Posts Tagged: magazines
2

Annotating Dr. Oz's The Good Life

Dr. Oz has a new magazine. It's called The Good Life, and according to Dr. Oz’s editor’s note, the purpose of this new venture is  “to make your life more vital and more meaningful… Every word will be treated as preciously as the person reading it.” So I read the magazine, asking myself as I went: Did The Good Life make my life feel more vital and more meaningful? Did every word make me feel precious? Please join me on this very personal journey through Dr. Oz’s The Good Life.

••• Reading about Alison Brower’s fiery passion for health, I was forced to ask myself: “Do I have a fiery [...]

45

Chicks Doing Chick Stories

There are two issues at play here. One explanation for this assumption is that the type of “serious” journalism that women’s magazines do—an article about the Chinese marriage crisis in Marie Claire, a profile of political brothers Julian and Joaquin Castro in Vogue, a piece about how to spot an ovarian cyst in Cosmo—isn’t respected as much as the “serious” journalism in men’s magazines. This is supported by the sense among female journalists that they’ll limit their career trajectories if they go too far in a woman-oriented direction. [...]

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Cool Dads Are the New Thing, And Now They Have a Magazine

Kindling Quarterly is a magazine for dads that features photos of well-dressed men playing their facial hair A-games while wearing work boots and holding ukeleles while sitting on bicycles next to their similarly well dressed babies and small children. On the cover you'll find headlines like "Chris Kaskie of Pitchfork," "Traveling Istanbul with a Baby," and "Watching Mr Mom with Foucault." You know, dad stuffIts second issue will be published soon. Here's what cofounder David Michael Perez has to say about it.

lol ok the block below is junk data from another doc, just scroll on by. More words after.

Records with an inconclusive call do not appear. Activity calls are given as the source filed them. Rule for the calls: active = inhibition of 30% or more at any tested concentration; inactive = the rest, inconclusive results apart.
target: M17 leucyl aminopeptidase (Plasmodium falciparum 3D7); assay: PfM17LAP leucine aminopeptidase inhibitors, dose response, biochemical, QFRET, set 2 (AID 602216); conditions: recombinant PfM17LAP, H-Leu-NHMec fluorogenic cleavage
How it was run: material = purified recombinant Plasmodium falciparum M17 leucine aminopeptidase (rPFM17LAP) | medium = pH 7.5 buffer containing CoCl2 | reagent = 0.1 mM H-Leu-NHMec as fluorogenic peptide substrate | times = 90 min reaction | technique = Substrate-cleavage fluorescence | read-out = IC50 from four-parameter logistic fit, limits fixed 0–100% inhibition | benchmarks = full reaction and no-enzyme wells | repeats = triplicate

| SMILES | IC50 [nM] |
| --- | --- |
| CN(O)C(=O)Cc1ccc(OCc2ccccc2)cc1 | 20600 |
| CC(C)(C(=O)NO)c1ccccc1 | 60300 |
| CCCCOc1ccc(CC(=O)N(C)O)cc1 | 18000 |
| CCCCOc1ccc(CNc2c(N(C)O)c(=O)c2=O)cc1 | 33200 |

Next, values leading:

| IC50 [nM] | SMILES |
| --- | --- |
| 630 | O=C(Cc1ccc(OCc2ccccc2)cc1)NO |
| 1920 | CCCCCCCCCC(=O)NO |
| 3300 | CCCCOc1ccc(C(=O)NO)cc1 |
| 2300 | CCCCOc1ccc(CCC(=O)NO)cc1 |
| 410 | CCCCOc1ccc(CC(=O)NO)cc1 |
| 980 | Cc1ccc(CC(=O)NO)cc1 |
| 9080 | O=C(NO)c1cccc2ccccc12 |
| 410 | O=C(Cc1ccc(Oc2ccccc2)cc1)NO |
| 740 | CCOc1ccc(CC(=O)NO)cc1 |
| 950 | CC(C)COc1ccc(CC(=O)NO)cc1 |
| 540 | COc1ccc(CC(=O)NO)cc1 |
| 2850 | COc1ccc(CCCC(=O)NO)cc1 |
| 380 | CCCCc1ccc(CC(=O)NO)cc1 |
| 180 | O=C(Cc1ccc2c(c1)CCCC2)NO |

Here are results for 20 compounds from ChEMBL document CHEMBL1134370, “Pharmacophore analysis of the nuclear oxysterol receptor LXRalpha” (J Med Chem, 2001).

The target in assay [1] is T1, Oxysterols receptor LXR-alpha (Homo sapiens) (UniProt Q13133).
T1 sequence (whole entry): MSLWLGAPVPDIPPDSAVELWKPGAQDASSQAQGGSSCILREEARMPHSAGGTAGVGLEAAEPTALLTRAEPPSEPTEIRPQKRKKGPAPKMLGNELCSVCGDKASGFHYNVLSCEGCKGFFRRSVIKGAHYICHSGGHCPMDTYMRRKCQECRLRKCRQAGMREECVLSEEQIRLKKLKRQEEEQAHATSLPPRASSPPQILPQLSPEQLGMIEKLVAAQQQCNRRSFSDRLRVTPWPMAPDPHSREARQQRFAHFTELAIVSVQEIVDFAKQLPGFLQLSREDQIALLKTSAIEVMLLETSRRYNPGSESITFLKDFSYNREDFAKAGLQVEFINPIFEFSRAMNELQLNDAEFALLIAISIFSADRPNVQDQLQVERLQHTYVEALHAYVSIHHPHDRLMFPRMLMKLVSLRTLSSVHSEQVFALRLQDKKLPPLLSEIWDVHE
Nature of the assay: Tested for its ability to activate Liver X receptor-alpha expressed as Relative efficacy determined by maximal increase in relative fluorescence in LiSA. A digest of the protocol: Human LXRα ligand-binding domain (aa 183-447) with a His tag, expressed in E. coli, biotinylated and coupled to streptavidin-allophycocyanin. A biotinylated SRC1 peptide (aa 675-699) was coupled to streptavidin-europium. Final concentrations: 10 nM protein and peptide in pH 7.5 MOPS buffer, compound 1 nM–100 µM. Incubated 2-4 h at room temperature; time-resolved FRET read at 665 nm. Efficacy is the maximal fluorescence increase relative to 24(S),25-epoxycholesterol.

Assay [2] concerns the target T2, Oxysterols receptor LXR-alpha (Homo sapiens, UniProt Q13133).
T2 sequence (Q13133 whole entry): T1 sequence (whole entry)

Well, [Kindling] refers to the small sticks or twigs used to start a fire, namely a campfire or bonfire. For me the connection to fatherhood is the [...]

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How Cosmo Conquered the World

You can't say "blow job" in the New York Times Magazine.

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NYT Magazine's Hillary Cover Makes No Sense: A Brief Scientific Chat

Here is this weekend's New York Times Magazine cover. (The orbiting objects, if you can't tell: The Friends-of-Bill Black Hole, The Super-Pac Nebula, Huma's Dark Matter, The Chelsea Quasar, The Arkansas Cluster, Katzenberg's Comet, The Patti Solis Doyle Vortex, The Obama Supernova; the bottom text reads "The gravitational pull of a possible 2016 Campaign is bringing all the old Clinton characters into her orbit. Can she make the stars align, or will chaos prevail?" Click here to enlarge.) Here is a chat I had about the cover with my friend and astronomy scholar Claire Webb.

me: uh

Claire:  snorted

is this a joke?

me:  it's real

Claire:  no [...]

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Why Did You Lose Him?

Usually I buy old knitting magazines for the patterns, but the March 1963 issue of Stitch magazine also featured recipes, horoscopes, and relationship advice—including this quiz, which tells you why all of your relationships have failed. (It seems likely that it was something you did.)